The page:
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  1. China finally lifts restrictions, opens its market for Indian rice; LT Foods, Kohinoor Foods, others set to benefit

China finally lifts restrictions, opens its market for Indian rice; LT Foods, Kohinoor Foods, others set to benefit

China, the world’s top rice consumer and importer, has granted phytosanitary clearances to 14 Indian rice exporters, including established ones like LT Foods, Kohinoor Foods and Amira Pure Foods...

By: | New Delhi | Published: December 3, 2016 6:26 AM
Official and industry sources told FE that in a recent communication to the Indian government, China has conveyed that 14 of the 19 rice mills its team visited in September have been cleared for exports to that country — remarkable by China's standards.  (Reuters) Official and industry sources told FE that in a recent communication to the Indian government, China has conveyed that 14 of the 19 rice mills its team visited in September have been cleared for exports to that country — remarkable by China’s standards. (Reuters)

China, the world’s top rice consumer and importer, has granted phytosanitary clearances to 14 Indian rice exporters, including established ones like LT Foods, Kohinoor Foods and Amira Pure Foods, opening its market to the Indian grain after years of restricting such supplies through non-tariff barriers, reports Banikinkar Pattanayak in New Delhi.

Official and industry sources told FE that in a recent communication to the Indian government, China has conveyed that 14 of the 19 rice mills its team visited in September have been cleared for exports to that country — remarkable by China’s standards. The list of 14 exporters that can now ship out to China also includes KRBL, Best Foods, Sarveshwar Foods, SSA International, Ebro India, Pari India, DRRK Foods, Sunstar Overseas, Nature Bio Foods, MR Overseas and United Exports, the sources said. China has been a major buyer of non-Basmati rice from Pakistan, a factor that might have delayed the clearance to Indian exporters, trade analysts have said.

Talks of China allowing Indian rice have gained momentum in recent years, but this is the first time that the giant neighbour has officially cleared such units for non-Basmati rice supplies.

However, against the industry expectations of clearance to almost all the rice units the Chinese team visited between September 18 and 26, only 14 have obtained permission to export.

Officials from China’s Administration of Quality Supervision,Inspection and Quarantine visited these mills, registered with India’s National Plant Protection Organisation (NPPO) and spread across Punjab, Haryana, Uttar Pradesh and Madhya Pradesh. Rice exporters have to be registered with the NPPO to be able to export to China. The neighbour was not allowing Indian rice, citing concerns over the presence of khapra beetle in India’s non-Basmati rice, among others.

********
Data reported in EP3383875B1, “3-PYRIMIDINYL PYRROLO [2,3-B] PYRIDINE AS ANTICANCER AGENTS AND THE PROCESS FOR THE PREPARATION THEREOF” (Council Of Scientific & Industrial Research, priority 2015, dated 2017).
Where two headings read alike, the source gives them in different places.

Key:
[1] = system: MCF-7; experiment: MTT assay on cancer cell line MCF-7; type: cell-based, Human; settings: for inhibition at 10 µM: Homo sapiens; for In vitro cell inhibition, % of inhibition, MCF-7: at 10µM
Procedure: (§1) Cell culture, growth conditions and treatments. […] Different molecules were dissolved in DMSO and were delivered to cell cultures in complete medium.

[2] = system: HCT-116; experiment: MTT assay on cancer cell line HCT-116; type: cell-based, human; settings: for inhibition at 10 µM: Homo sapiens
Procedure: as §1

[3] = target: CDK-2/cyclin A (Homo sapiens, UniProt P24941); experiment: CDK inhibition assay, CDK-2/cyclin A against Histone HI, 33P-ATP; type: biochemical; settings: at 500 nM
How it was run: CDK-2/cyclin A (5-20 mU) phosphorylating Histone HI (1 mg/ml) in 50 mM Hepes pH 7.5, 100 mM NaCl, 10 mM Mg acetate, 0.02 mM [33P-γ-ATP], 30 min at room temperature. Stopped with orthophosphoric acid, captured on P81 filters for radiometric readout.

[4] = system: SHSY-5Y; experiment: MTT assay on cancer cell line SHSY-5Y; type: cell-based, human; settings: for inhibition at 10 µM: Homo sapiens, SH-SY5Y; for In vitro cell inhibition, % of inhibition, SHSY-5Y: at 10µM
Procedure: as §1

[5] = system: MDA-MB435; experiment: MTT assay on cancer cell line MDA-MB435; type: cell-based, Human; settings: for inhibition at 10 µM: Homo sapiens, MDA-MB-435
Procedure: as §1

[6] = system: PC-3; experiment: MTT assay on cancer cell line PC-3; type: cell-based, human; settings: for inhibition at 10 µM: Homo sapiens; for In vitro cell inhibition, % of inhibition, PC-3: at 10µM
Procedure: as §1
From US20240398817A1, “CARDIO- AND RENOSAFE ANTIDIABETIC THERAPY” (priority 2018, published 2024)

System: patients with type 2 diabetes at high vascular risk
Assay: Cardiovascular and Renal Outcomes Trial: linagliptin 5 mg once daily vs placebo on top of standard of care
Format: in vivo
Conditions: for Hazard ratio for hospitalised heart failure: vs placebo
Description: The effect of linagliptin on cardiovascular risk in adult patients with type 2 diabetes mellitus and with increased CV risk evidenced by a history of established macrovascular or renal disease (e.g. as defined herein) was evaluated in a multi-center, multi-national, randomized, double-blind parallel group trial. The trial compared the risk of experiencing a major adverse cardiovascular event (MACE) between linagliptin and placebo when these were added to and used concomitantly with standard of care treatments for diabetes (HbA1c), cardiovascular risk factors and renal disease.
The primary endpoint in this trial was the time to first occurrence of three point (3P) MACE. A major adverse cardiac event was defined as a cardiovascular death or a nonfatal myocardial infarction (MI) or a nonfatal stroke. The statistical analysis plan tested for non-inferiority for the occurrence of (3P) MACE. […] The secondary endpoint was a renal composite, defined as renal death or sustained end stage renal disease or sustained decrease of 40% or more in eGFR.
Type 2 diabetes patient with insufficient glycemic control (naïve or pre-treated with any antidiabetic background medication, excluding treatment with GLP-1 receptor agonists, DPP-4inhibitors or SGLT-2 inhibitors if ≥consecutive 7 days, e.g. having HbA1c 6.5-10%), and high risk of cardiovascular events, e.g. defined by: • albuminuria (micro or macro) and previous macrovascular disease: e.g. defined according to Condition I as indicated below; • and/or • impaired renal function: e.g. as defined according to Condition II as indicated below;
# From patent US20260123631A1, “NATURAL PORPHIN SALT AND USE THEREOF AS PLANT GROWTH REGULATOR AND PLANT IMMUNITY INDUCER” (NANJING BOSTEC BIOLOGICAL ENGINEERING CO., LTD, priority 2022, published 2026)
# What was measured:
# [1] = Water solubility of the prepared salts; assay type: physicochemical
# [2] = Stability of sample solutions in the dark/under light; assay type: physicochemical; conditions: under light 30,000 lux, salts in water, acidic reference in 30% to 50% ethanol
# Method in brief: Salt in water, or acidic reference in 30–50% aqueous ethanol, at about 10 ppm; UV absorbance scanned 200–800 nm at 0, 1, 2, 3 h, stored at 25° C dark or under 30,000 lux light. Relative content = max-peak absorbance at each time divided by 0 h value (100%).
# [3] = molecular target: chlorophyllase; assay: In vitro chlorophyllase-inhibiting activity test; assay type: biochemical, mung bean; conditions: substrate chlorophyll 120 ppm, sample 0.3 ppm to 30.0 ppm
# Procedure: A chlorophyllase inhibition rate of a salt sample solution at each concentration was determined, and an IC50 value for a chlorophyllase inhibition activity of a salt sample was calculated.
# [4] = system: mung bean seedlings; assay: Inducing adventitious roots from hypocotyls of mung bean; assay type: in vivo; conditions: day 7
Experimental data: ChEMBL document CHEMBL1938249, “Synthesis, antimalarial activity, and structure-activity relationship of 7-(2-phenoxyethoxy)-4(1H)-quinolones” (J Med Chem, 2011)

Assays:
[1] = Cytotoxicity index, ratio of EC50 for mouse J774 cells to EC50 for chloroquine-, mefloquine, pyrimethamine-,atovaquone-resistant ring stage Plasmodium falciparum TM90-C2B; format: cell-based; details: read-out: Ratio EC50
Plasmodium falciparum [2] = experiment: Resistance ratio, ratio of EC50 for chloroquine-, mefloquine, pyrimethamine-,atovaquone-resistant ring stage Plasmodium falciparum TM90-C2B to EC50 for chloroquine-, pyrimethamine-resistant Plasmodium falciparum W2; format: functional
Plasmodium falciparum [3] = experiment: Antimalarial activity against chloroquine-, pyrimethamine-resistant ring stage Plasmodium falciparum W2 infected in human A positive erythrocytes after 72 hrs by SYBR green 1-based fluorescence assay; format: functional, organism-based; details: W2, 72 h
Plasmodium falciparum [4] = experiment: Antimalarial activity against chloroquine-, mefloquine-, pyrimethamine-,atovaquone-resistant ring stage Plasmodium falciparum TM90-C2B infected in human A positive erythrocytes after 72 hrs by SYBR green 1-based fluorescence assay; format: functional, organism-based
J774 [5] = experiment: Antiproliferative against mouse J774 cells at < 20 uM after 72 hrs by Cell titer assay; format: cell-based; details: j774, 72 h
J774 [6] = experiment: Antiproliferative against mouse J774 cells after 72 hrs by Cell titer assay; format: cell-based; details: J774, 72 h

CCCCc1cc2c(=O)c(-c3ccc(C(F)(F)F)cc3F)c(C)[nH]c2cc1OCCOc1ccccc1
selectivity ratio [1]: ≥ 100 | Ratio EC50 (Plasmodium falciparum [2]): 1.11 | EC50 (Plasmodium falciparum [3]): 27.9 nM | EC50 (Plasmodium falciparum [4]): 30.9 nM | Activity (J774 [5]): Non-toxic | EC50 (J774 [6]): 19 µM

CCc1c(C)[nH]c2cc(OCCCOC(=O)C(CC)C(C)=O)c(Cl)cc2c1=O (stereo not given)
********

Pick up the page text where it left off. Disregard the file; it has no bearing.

The decision comes at an appropriate time for India as it is seeking to reverse a slide in its rice as well as overall farm exports, already hit by a crash in global commodity prices.

According to an International Grains Council (IGC) forecast, China will import as much as 4.1 million tonnes of rice in 2016-17, marginally down from 4.2 million tonnes a year earlier. The IGC has projected India’s exports of rice (both Basmati and non-Basmati) at 10.5 million tonnes for 2016-17, slightly up from 10.4 million tonnes a year earlier but down from as high as 11.8 million tonnes in 2014-15.

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However, with the latest development, the Indian mills that have been cleared will be able to tap the Chinese market and potentially ship out more in 2016-17 than the IGC projections, although it’s too early to firm up a precise forecast on the rise in rice exports, according to senior industry executives. In value term, India’s rice exports dropped to $5.79 in 2015-16 from $7.84 billion a year earlier. Rice exports accounted for 18% of India’s total farm exports in 2015-16. Although China usually consumes non-Basmati rice, it can be tapped for Basmati exports, too, said the executives.

China’s latest communication follows commerce and industry minister Nirmala Sitharaman’s meeting with Chinese ambassador-designate to India in which Sitharaman expressed her displeasure on the delay in issuing phytosanitary clearances by the Chinese team that visited the rice units in September. FE had earlier reported that Sitharaman, in that meeting, also gave “example after example” on how non-tariff barriers are hurting India’s exports to that country. India has been seeking greater access for its farm and food items in the Chinese market.

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